Academic journal article Harvard Law Review

The Virtues of Heterogeneity, in Court Decisions and the Constitution

Academic journal article Harvard Law Review

The Virtues of Heterogeneity, in Court Decisions and the Constitution

Article excerpt

In recent decades, the project of integrating long-segregated American society has stalled, if not lurched into reverse. Though the impermissibility of de jure segregation remains well established, de facto segregation has metastasized, in many cases overwhelming gains made during the Civil Rights Era. (1) When the Supreme Court closed the door on the interdistrict busing at issue in Milliken v. Bradley, (2) Justice Marshall's dissent began with the mournful prophecy that "[o]ur Nation ... will be ill served by the Court's refusal to remedy separate and unequal education, for unless our children begin to learn together, there is little hope that our people will ever learn to live together." (3) In far too many cases, Justice Marshall's warning has been proven true. (4)

One controversial set of solutions to racial separation and inequity in the United States falls under the heading of affirmative action. Though rarely defined in one sweeping phrase, (5) affirmative action is fairly understood as a programmatic effort to increase the representation of traditionally underrepresented groups within a limited set of opportunities --for example, jobs, housing units, or spots in an academic cohort. (6)

This approach has often been characterized as a kind of reparation --a class-level compensation to traditionally excluded groups to account for those past harms. (7) But there are other justifications. (8) Perhaps the most notable is the "diversity rationale": the idea "that individuals and institutions benefit in some way if they represent as many diverse viewpoints as possible, including racial diversity." (9) Thus, "[i]nstead of the presence of blacks or other racial minorities constituting a necessary punishment in expiation of past sins, the diversity rationale makes their presence a positive good." (10)

Affirmative action in perhaps its most contentious form uses status as a member of a traditionally underrepresented race as a decisionmaking factor. It has on this ground been interpreted by the Supreme Court as a form of racial discrimination and subjected to strict scrutiny accordingly. (11) Operating within that mode of analysis, the Court has struck down integrationist projects undertaken voluntarily by local school districts, (12) though it has been slightly more forgiving in the context of higher education. (13) Yet recent developments in the executive branch suggest that even previously upheld higher-education programs may now be imperiled. (14)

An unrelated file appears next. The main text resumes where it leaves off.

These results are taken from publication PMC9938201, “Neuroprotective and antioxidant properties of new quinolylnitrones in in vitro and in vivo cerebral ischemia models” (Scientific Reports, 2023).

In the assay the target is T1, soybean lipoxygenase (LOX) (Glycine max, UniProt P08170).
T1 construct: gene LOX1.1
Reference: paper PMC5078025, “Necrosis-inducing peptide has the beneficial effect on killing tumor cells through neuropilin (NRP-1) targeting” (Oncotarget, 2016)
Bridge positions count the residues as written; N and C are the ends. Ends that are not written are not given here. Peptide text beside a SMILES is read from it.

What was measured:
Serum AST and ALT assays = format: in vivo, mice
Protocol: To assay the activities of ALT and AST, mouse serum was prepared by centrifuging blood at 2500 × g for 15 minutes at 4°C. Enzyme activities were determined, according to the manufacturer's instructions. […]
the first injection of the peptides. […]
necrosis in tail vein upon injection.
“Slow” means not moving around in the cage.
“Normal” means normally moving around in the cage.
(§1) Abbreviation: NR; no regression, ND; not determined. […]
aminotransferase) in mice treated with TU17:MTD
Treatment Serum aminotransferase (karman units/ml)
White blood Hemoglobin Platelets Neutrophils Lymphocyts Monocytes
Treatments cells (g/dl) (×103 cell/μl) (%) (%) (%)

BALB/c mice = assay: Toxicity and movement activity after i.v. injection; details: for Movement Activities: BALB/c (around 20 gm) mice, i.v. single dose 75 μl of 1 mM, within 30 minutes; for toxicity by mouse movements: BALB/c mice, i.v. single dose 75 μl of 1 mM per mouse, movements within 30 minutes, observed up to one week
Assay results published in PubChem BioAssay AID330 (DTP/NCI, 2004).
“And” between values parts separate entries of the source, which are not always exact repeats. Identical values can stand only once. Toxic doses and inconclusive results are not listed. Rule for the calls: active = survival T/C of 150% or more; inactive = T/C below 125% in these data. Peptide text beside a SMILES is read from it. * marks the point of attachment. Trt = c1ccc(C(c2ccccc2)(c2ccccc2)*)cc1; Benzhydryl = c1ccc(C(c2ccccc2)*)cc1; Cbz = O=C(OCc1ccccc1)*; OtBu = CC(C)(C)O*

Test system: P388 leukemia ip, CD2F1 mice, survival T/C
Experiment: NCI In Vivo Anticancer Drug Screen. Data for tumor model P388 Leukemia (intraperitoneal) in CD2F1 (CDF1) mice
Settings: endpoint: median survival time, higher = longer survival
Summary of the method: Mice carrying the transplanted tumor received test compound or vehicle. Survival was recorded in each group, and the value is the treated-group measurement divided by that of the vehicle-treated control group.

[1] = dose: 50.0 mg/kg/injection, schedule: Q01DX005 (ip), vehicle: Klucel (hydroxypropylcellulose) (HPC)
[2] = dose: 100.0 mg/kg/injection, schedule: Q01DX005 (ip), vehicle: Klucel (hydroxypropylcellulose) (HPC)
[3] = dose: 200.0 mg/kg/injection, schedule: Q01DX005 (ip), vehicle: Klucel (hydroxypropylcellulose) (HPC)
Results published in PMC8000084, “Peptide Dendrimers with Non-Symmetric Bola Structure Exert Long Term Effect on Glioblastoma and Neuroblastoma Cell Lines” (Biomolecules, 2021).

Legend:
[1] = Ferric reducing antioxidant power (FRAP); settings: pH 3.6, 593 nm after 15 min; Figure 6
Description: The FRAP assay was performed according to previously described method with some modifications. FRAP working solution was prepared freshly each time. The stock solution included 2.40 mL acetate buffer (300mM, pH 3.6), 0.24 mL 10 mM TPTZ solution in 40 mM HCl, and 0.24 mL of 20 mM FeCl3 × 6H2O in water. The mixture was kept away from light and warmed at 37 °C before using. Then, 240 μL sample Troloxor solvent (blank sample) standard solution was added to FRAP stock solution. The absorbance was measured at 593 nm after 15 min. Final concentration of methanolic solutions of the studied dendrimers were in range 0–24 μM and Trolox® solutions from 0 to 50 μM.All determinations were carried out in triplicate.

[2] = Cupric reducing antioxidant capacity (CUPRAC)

In weighing integrationist programs, from primary to higher education, the Supreme Court has often spoken of the Constitution as a document that can support only the most limited integrationist efforts--as a document that values individual rights so much that they can almost never be subordinated to systematic attempts to promote diversity in a given institution. (15) This view is often closely linked to the idea that "[o]ur [Constitution is color-blind" (16)--that it prohibits virtually all racial classifications, (17) or at least all but those "necessary to remedy past discrimination." (18) Though others read the Constitution as expressing an "antisubordination principle"--that is, "the conviction that it is wrong for the state to engage in practices that enforce the inferior social status of historically oppressed groups" (19)--the general consensus is that the anticlassification principle has predominated "over the past half-century." (20)

This Note suggests that something important about the Constitution's values has gone unsaid in this debate: that the Constitution, in addition to at least opposing identity-based subordination, itself expresses tremendous faith in heterogeneity. So while the Constitution may in general be a "charter of negative rather than positive liberties," (21) in the specific context of integration, there is a separate point to be made about its commitment to systemic diversity and the broad-based blessings that flow from it, especially in light of the relative rarity with which the Court has defended integration as a freestanding good rather than only a reparation for past harms. …

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